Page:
Glitters are primary microplastics which are directly littered into the environment, yet the ecological effects have seldom been tested. When microplastics enter the environment, their physical presence and chemical leachate may alter the physiology of primary producers. Glitter can be composed of plastic or natural and/or biodegradable materials, often with additives. Three experiments were run for 14 days to separate chemical and physical effects of different types of glitter: polyethylene terephthalate (PET), biodegradable modified regenerated cellulose (MRC), synthetic mica, and a natural particle control (kaolinite) on several physical characteristics of Lemna minor (common duckweed). L. minor was exposed to either fresh (chemical and physical effects), leachate from glitter (chemical) or aged glitter (physical). Overall, there was little effect of PET, synthetic mica, kaolinite or of any aged glitter. High concentrations of fresh MRC glitters, however, decreased root length, biomass and chlorophyll content of L. minor. Some of these effects were also present when exposed to leachate from MRC glitters, but were less pronounced. Elemental analysis revealed the presence of metals in MRC glitters which may explain these responses. Short-term ecotoxicity of biodegradable glitters can arise due to their physical and chemical properties, but may lessen over time as their surface coating degrades.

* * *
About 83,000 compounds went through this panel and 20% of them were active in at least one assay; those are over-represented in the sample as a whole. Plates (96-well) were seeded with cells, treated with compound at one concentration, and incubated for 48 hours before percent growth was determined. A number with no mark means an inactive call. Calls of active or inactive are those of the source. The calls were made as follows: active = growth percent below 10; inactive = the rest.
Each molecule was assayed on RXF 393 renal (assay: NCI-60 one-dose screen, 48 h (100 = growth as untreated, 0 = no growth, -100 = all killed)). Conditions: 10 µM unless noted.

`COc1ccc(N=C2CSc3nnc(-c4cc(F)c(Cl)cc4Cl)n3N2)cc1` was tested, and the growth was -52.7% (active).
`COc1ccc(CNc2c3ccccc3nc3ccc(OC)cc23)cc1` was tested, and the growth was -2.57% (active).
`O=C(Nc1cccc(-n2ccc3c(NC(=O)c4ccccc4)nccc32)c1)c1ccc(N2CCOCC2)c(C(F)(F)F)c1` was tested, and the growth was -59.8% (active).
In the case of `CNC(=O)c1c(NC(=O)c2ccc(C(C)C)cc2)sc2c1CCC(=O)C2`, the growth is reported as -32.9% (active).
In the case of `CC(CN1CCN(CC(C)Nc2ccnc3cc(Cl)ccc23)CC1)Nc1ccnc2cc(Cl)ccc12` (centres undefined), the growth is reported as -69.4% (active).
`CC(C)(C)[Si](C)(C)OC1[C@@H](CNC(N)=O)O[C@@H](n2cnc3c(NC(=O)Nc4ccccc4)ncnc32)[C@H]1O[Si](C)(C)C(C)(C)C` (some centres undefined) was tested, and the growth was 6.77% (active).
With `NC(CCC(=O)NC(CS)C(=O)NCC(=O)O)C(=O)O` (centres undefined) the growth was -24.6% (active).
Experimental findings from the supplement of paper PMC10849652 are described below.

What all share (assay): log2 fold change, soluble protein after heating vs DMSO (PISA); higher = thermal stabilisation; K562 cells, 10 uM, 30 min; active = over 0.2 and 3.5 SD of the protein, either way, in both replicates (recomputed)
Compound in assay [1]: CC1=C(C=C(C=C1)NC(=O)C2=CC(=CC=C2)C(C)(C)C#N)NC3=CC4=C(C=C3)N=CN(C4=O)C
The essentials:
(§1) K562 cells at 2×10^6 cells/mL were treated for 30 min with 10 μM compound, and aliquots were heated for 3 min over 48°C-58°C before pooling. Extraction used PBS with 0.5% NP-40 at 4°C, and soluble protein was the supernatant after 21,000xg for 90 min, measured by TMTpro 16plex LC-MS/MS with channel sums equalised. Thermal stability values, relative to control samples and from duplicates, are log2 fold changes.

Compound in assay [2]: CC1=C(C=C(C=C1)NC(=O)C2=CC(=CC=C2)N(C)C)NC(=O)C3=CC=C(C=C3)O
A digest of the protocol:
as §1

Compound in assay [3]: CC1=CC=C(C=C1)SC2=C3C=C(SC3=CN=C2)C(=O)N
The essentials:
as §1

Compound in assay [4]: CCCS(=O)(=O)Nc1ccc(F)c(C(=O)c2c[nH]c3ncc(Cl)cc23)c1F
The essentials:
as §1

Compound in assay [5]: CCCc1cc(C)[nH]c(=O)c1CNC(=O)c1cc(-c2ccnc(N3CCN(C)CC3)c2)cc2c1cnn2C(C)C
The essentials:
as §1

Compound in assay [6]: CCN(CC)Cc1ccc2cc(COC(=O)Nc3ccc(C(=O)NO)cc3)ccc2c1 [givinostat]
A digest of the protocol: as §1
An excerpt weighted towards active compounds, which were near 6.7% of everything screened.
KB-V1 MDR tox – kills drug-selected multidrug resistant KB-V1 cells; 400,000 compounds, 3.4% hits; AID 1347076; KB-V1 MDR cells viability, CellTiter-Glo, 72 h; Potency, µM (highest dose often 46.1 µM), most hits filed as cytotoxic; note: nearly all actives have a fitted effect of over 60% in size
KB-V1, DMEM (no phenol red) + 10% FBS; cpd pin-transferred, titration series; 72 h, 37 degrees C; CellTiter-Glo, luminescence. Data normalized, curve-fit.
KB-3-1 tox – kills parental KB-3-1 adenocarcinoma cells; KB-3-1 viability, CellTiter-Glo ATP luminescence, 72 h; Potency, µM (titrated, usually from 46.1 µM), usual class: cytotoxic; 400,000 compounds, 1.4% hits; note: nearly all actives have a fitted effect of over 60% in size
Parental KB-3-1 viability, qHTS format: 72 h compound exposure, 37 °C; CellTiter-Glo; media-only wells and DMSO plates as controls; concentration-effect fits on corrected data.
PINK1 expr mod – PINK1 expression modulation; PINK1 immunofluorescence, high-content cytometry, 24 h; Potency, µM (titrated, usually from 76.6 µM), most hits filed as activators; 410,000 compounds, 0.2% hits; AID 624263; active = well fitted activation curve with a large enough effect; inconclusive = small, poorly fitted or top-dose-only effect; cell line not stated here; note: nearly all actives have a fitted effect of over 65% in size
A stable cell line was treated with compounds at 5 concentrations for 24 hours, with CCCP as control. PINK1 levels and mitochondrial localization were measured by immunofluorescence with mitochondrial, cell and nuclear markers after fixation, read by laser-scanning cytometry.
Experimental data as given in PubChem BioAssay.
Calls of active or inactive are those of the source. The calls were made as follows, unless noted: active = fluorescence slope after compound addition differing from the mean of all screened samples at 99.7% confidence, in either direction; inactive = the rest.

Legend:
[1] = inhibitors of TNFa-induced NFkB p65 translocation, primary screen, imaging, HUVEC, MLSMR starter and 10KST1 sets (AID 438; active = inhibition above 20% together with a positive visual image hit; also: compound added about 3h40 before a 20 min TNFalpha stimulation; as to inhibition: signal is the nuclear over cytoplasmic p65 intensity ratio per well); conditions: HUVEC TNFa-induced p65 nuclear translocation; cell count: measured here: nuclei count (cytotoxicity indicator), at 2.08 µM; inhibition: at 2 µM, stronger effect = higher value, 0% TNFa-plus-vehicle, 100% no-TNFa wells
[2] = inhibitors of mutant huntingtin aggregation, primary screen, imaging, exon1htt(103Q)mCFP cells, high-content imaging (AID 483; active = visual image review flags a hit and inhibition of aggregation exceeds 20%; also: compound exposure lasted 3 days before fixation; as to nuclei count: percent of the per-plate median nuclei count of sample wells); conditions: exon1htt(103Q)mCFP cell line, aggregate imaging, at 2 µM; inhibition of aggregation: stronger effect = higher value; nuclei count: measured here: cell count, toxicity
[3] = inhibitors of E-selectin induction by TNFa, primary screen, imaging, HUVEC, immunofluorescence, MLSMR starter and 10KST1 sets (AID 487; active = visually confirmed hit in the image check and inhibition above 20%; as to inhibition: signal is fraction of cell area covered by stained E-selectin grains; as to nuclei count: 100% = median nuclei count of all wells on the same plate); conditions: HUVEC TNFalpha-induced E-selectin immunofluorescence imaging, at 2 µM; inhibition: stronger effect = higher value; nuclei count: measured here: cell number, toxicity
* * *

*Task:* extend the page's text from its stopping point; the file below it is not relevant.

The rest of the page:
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Ecotoxicology and Environmental Safety





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